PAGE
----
Rowing for Justice: A Team's Response to the Black Lives Matter Movement
In the aftermath of George Floyd, Breonna Taylor, and Ahmaud Arbery's tragic deaths, the Heavyweight, Lightweight, and Women's crews at Dartmouth decided that it was time to act. As members of the Friends of Dartmouth Rowing Club family, camaraderie and teamwork are paramount to our values, so instead of just issuing a statement of support, we decided to take real action and spur real change. Ellie Urdang '22, Hannah Frater '21, Anthony Wang '23, and Michael Green '21 led the charge in organizing a boathouse wide fundraiser for the NAACP Legal Defense Fund.
The fundraiser was formatted as a workout challenge where over the weekend of June 26-June 28, athletes across all three teams logged the number of meters that they erged (an erg is a rowing machine), rowed, biked, or ran. The initial goal was to hit 3,000,000 meters as a boathouse. In the end, our boathouse collectively achieved over 7,590,711 meters. The Heavyweights logged 3,346,759, the Lightweights 2,559,035, and the Women 1,684,917. We (pun intended) blew it out of the water!
Rowers across all three teams reached out to family and friends in the weeks leading up to the challenge for pledges and donations. Our initial goal was $10,000, but we ended up doubling that number and raising over $20,100, all of which was donated to the NAACP. Dartmouth alumni, friends, and family members all showed up in support of the fundraiser, a heartening reminder of the strength of our incredible Friends of Dartmouth Rowing community.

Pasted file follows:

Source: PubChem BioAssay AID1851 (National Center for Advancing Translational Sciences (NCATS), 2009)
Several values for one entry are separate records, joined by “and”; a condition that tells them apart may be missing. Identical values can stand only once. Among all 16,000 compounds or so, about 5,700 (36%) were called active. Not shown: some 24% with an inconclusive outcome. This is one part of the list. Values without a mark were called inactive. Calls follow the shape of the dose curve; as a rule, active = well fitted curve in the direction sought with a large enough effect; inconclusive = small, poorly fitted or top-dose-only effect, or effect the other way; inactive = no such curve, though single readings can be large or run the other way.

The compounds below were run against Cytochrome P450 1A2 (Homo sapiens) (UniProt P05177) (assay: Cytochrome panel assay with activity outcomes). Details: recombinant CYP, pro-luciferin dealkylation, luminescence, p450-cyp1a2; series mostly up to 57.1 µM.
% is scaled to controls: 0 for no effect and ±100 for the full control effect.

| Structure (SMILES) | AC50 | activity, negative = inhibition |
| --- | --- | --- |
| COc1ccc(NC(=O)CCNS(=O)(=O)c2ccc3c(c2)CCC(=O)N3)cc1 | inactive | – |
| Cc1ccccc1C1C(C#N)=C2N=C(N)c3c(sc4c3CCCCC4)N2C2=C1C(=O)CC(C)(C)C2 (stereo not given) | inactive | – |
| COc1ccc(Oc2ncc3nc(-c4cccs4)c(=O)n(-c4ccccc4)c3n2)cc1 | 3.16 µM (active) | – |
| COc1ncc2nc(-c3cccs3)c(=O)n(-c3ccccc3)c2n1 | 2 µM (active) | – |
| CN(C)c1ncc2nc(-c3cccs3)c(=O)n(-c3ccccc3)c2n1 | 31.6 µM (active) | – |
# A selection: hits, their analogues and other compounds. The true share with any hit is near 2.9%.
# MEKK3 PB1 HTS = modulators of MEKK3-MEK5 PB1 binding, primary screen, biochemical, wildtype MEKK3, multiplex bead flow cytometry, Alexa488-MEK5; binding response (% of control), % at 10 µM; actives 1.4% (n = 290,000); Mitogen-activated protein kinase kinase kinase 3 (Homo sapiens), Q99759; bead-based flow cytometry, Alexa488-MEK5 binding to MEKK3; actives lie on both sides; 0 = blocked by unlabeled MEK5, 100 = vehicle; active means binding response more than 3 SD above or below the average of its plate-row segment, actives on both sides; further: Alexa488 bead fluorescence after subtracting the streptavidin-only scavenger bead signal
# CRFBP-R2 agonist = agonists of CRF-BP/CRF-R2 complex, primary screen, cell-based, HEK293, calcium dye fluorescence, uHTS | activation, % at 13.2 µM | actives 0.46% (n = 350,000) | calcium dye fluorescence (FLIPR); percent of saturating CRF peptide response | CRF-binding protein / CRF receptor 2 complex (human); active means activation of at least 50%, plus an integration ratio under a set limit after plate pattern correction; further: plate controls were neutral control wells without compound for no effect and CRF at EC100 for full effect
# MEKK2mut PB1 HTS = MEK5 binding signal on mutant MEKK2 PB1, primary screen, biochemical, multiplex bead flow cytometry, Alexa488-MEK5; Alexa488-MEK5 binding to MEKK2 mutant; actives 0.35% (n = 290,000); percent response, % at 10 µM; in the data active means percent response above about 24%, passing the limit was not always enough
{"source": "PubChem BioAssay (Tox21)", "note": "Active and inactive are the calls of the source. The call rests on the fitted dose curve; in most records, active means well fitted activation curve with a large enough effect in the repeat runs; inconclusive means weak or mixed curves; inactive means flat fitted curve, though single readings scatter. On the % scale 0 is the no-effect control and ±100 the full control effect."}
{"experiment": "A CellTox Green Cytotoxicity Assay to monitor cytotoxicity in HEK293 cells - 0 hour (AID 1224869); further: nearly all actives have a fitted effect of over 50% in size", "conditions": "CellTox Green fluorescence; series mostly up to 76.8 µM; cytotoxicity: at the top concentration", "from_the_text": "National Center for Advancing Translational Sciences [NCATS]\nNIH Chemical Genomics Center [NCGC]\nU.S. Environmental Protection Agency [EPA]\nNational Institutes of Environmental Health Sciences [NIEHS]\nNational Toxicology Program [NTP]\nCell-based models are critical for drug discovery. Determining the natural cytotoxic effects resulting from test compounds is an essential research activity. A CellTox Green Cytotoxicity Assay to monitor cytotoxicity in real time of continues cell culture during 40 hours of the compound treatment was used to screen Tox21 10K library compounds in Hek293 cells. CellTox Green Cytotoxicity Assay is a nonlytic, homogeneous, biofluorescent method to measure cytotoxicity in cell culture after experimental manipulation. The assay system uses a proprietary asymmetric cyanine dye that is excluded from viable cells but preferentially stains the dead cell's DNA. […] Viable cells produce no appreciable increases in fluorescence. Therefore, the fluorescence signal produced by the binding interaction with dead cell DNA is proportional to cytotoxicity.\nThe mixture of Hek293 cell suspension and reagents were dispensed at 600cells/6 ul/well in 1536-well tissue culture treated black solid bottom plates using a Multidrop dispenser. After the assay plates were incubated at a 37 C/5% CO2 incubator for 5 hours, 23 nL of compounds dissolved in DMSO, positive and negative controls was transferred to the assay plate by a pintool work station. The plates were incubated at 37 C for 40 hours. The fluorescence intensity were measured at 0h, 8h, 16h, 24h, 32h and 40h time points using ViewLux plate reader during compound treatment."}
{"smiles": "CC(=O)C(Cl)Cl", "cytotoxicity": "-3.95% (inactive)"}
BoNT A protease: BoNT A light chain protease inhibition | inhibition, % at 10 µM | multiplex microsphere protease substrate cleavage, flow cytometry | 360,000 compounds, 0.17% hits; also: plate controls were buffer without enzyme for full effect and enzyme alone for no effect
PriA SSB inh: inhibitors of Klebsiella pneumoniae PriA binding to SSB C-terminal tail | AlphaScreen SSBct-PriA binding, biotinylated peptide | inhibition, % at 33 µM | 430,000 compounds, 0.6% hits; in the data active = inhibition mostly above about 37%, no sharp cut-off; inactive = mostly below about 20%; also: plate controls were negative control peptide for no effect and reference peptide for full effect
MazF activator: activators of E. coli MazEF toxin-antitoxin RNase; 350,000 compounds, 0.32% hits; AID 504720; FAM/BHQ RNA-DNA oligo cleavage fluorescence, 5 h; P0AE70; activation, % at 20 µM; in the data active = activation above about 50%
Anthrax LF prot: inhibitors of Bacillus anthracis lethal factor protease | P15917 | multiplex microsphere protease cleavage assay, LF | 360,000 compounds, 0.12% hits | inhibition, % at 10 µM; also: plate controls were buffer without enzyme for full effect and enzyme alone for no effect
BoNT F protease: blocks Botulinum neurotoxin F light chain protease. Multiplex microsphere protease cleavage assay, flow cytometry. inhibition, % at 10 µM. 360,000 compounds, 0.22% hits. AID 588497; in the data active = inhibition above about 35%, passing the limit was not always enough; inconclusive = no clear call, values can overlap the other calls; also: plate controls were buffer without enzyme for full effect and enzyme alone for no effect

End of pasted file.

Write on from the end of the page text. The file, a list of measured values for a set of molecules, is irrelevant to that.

As rowers worked out all weekend to get the most meters they possibly could in, a couple of individuals took the initiative above and beyond. Maddie Grussing '23 completed a marathon erg on Friday, a marathon run Saturday, and a marathon erg on Sunday. Regarding her Olympian effort, Maddie commented "I did the 3 marathons for 3 reasons: everyone said I couldn't, there is no stronger motive than taking a step towards racial equality and sometimes you have to push boundaries to make people notice." Theory Miller, an incoming freshman '24 on the Heavyweight team, biked and erged 479,000 meters over the three days. Jack Stone '21 of the Lightweight team eclipsed over 300km on the bike. Justine McGuire '23, despite recovering from a hip injury that set her on the sidelines for the last couple weeks of Winter Term, biked over 160km!
In addition to raising money for the NAACP, our rowing community found it critical to reflect on the systemic oppression that occurs in this country on a daily basis and has been present since the early days of our country. "Black people are the most underrepresented population in rowing, and it is important to actively condemn and combat racial injustices whenever given the opportunity," says Michael Green '21. As a boathouse, we were challenged with reflecting on what we are doing and should be doing to promote racial justice both in our own communities and our sport. Green put together a video of the responses of rowers across the three teams. I encourage you to take the time to watch here.